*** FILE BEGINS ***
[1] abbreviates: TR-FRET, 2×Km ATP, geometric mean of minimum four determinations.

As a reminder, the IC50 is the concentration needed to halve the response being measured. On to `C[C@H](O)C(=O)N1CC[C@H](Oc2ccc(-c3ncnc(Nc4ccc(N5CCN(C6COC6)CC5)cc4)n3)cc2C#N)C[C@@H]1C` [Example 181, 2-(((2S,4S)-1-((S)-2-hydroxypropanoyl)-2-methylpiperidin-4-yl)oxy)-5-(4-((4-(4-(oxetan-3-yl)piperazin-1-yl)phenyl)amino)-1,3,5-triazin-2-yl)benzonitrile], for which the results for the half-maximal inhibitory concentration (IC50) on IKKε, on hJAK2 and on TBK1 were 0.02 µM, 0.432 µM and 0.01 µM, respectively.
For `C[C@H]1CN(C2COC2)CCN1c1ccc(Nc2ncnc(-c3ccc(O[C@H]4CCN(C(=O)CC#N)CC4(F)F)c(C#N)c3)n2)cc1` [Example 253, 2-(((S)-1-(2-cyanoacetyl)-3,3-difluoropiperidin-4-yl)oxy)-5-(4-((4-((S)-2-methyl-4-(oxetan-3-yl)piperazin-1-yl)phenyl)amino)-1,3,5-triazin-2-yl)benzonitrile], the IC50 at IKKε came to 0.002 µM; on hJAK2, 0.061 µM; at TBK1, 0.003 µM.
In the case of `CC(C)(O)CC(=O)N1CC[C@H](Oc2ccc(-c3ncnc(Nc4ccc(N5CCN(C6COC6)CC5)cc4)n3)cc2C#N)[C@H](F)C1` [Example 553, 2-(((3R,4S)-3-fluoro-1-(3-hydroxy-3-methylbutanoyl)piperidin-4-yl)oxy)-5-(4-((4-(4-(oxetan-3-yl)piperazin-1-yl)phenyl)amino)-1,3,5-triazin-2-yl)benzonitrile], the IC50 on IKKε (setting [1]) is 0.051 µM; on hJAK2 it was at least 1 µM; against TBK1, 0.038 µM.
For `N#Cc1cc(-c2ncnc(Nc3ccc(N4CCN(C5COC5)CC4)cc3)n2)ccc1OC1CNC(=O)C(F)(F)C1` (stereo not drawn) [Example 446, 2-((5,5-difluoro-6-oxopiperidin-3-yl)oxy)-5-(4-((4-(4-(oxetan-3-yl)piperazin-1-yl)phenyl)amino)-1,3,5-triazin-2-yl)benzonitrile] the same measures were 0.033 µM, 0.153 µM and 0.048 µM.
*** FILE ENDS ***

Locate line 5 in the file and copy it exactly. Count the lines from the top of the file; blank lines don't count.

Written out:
For `N#Cc1cc(-c2ncnc(Nc3ccc(N4CCN(C5COC5)CC4)cc3)n2)ccc1OC1CNC(=O)C(F)(F)C1` (stereo not drawn) [Example 446, 2-((5,5-difluoro-6-oxopiperidin-3-yl)oxy)-5-(4-((4-(4-(oxetan-3-yl)piperazin-1-yl)phenyl)amino)-1,3,5-triazin-2-yl)benzonitrile] the same measures were 0.033 µM, 0.153 µM and 0.048 µM.